No Apple analyst knows the pain of Steve Jobs' 1,000 nos better than Piper Jaffray's Gene Munster, who paid the price of mistaking a better television set created in some Cupertino skunkworks for an Apple television set brought to market.
But for all his missed TV calls over the years, Munster knows the territory. So when he talks about Apple's adventures in television land, I still listen.
In a note to clients Thursday, Munster takes as his starting point the report in BuzzFeed News last week that Apple has scheduled a Sept. 9 event that will include, along with a new crop of iPhones, a new Apple TV box—the one that the same BuzzFeed reporter said would be unveiled at the company's developers conference in June. [See footnote.]
If there is a Sept. 9 Apple event, and if TV is on the menu, here's what Gene Munster is looking to see:
- What To Expect For New Apple TV Features. We expect the new box to incorporate Siri, HomeKit, and possibly an Apple TV app store. Highlighted features could include controlling a connected home, content channels, and getting answers via Siri (like Amazon Echo). The Buzzfeed report also suggests a new touch screen input device. Another potential key feature may be around video curation, which Apple executive Jimmy Iovine highlighted in a recent interview with Wired. In the interview, Iovine stated, "We all know one thing, we all have different television delivery systems, don't we all wish that the delivery systems were better, as far as curation and service?" We believe this points to some type of curated video offering, although the timing could be beyond the September Apple TV launch.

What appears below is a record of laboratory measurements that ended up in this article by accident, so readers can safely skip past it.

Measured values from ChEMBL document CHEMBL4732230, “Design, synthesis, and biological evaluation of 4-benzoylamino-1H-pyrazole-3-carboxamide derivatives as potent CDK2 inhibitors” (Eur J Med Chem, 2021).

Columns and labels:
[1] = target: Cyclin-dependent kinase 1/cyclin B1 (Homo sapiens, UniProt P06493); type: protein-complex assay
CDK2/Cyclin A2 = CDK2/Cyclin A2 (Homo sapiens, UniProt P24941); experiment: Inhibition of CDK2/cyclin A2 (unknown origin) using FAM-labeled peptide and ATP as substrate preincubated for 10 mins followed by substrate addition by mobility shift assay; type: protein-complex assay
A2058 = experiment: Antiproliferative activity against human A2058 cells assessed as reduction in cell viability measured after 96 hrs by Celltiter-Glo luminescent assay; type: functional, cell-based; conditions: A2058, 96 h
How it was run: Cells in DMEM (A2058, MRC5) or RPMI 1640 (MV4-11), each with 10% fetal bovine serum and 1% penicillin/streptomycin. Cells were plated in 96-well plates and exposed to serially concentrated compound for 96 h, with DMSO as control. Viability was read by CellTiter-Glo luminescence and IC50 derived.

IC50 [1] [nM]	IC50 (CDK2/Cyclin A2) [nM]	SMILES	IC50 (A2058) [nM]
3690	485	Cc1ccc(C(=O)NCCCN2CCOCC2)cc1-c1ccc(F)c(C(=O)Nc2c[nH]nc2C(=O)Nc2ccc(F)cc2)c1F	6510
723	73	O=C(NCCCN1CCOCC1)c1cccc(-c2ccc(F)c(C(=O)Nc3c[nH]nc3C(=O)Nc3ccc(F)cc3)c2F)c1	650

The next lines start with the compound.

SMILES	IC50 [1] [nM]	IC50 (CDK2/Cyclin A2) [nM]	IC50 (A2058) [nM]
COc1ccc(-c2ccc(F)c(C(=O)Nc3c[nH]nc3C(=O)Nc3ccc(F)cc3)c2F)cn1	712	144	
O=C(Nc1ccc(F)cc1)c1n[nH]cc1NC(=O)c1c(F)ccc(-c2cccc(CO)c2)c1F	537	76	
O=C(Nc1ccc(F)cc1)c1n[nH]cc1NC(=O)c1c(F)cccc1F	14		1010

- Content Offering Likely A Wildcard. We continue to expect Apple will launch a live streaming video offering, but believe there is only a 50% chance it happens at the Fall event. The Buzzfeed report did not address a potential content offering. We believe Apple's eventual content offering will include the majority of the network channels plus major cable offerings like ESPN, AMC, TNT, and TBS. Additionally, we note that Sling TV already offers a collection of cable TV channels for streaming starting at $20 per month. (ESPN, ESPN2, CNN, TNT, TBS, HGTV, Food Network, and the Travel Channel with AMC coming). Sling TV is compatible with Roku, Android, iOS, Mac, and PC among others.
The comparison with Sling's $20-per-month offering is interesting. Earlier rumors put Apple's streaming service in the $30 to $40 range.
Footnote: To his credit, the same reporter—BuzzFeed SF managing editor John Paczkowski, formerly of Re/Code and AllThingsDigital—scooped his own scoop, breaking the news five days before WWDC that Apple had postponed the debut of Apple TV.